I would tell myself to make my college decision based on my needs instead of on the opinions of my family. I chose to attend this school because my father wanted me to be closer to him; however, I knew in my heart that this was not the university that suited me best. I ignored my needs and chose this school because of my father's wishes, but I have made the best of the situation by earning good grades, getting involved on campus, and building lasting friendships. Unfortunately, the first big decision of my adult life was made using the wrong criteria, but I have many more decisions ahead and I have learned an invaluable lesson from this mistake.
I would tell my high school self that college isn’t as hard as every teacher and counselor said it was going to be. Yes, the assignments are more difficult, but almost all teachers will work with you and there are several student resources there to help me succeed.
I would also tell myself that it is ok to wait to go to college if the finances are not there because it is better to wait a few years than to go into so much debt that it becomes a financial burden. Apply, apply, and apply for scholarships and grants to ease the tuition and fees. A degree may be worth more money in future employment, but there is no guarantee that there will be a job right after graduation.
The most important advice I would tell myself is don’t be afraid to put myself out there. Get involved with groups, volunteering, and getting to know other students. It is important to build those relationships to learn about others and to have the connections later on. Also, the best people to talk to and ask for help are those side-by-side with you, going the exact same path.
Similar to your public speaking style, you are rushing, take a moment. You are considerate and thoughtful, but naïve. Consider those qualities when moving on to the next step as a high school senior: finding the college meant for you. You enjoy shopping, do some online shopping for a shiny new school. What school fits your wants and needs? Yes, this is the secret. Determine what the school can do for you. Admissions committees enjoy being glorified. If you find the school that interests you the most, apply to it and give it compliments, it will accept you. You like to be accepted-by people, schools and everything in between. Go back to the counseling center, they know what to do. They are both wise and book smart, you however are just the latter. Remember you're only 17, so don't take it personally. Also, remember, you will always find the solution, whether it's the college to attend, the answer to a crossword puzzle or a statistics problem, you are good at it...(hint: especially the latter), but you still need to work on your public speaking, so maybe take more of those classes too.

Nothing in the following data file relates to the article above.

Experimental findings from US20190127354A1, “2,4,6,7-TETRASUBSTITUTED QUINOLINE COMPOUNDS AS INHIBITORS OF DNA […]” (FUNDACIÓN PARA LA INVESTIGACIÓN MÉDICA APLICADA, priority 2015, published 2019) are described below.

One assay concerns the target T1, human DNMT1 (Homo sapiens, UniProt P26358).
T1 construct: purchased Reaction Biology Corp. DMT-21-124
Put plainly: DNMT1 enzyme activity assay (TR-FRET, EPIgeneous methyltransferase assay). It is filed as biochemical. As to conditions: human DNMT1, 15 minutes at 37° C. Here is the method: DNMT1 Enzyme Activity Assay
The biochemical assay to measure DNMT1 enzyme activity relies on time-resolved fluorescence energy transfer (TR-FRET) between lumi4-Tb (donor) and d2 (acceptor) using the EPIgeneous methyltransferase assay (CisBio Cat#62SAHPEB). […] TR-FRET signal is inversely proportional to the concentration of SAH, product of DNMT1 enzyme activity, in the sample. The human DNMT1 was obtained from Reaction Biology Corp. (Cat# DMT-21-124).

If I had the ability to travel back and time and confront myself as a high school senior, I would remind myself why I wanted to attend college in a different state. I would encourage myself to not let the size of the school overwhelm me. The willingness to try new things, explore options and embrace change are key elements to being successful. I would tell myself that in order to feel like more than just a face in the crowd I need to break out of my comfort zone and pursue my interests in regards to joining a club or organization. I would tell myself not to stress over being undeclared, but rather embrace all the different possibilities. I would remind myself to maintain a balance in regards to time dedicated to schoolwork, my job, and building new relationships with the people I meet. Overall, I would advise myself to throw caution to the wind and never take for granted the opportunities that college presents.
I would tell myself to work on better study habits. College is hard and requires lots of work and time to learn the material. I never studied in high school for test because i ususally got A's. I dont think that is a smart choice because i never learned how to study or what works for me. Now i am struggling with figuring out how i learn best. Time management also goes into that. Homework wasn't that important in high school and i did everything last minute as im sure everyone else does, but i am finding out that doesnt quite work out so well in the grown up world.